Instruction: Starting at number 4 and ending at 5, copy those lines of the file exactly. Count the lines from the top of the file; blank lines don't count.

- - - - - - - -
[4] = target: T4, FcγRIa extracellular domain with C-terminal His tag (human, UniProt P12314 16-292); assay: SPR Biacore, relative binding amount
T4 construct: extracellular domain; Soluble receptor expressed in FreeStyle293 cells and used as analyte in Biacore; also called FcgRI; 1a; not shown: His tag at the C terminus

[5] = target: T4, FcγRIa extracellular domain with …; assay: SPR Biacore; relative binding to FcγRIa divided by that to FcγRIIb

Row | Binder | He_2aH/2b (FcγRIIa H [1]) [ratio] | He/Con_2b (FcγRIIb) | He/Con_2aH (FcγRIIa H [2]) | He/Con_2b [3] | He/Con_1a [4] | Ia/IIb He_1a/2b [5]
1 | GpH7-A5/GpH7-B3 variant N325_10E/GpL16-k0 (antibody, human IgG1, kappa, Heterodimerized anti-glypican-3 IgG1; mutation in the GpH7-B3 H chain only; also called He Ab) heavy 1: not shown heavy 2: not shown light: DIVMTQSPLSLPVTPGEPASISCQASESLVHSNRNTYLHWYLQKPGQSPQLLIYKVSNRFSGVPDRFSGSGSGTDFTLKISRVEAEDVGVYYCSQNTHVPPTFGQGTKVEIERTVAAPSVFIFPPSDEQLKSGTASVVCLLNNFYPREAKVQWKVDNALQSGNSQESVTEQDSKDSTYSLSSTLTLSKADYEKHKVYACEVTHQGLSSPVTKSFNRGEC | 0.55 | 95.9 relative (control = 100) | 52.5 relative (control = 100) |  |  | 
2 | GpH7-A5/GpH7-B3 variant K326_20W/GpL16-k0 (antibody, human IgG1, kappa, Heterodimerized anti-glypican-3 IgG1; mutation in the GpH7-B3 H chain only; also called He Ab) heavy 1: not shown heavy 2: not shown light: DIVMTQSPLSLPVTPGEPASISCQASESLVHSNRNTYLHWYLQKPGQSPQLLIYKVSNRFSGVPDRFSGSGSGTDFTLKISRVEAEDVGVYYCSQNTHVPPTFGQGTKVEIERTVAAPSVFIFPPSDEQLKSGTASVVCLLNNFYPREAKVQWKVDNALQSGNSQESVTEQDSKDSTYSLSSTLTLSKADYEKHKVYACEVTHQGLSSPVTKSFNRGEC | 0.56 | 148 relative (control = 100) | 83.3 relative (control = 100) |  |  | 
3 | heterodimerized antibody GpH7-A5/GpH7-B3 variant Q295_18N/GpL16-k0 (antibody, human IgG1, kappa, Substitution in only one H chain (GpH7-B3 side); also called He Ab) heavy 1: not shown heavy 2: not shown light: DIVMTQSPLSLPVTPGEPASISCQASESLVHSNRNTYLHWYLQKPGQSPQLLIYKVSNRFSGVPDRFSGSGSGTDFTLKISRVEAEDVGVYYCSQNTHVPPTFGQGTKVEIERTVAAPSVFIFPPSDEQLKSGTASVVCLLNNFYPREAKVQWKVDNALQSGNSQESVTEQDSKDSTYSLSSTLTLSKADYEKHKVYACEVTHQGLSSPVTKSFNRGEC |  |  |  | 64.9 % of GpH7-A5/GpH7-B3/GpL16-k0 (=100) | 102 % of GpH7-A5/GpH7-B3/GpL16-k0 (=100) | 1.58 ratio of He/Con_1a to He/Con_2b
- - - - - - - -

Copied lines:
Row | Binder | He_2aH/2b (FcγRIIa H [1]) [ratio] | He/Con_2b (FcγRIIb) | He/Con_2aH (FcγRIIa H [2]) | He/Con_2b [3] | He/Con_1a [4] | Ia/IIb He_1a/2b [5]
1 | GpH7-A5/GpH7-B3 variant N325_10E/GpL16-k0 (antibody, human IgG1, kappa, Heterodimerized anti-glypican-3 IgG1; mutation in the GpH7-B3 H chain only; also called He Ab) heavy 1: not shown heavy 2: not shown light: DIVMTQSPLSLPVTPGEPASISCQASESLVHSNRNTYLHWYLQKPGQSPQLLIYKVSNRFSGVPDRFSGSGSGTDFTLKISRVEAEDVGVYYCSQNTHVPPTFGQGTKVEIERTVAAPSVFIFPPSDEQLKSGTASVVCLLNNFYPREAKVQWKVDNALQSGNSQESVTEQDSKDSTYSLSSTLTLSKADYEKHKVYACEVTHQGLSSPVTKSFNRGEC | 0.55 | 95.9 relative (control = 100) | 52.5 relative (control = 100) |  |  | 